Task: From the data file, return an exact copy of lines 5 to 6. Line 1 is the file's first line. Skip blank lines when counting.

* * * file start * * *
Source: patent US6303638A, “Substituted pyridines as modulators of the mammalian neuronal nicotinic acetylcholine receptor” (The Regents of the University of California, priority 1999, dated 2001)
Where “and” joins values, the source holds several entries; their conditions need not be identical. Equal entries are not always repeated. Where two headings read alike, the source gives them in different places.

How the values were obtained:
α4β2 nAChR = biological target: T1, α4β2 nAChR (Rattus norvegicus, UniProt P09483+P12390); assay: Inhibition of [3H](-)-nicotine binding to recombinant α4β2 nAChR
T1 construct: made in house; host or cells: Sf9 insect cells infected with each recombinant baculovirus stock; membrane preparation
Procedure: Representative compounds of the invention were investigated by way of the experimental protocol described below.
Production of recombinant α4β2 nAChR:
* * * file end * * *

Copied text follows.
T1 construct: made in house; host or cells: Sf9 insect cells infected with each recombinant baculovirus stock; membrane preparation
Procedure: Representative compounds of the invention were investigated by way of the experimental protocol described below.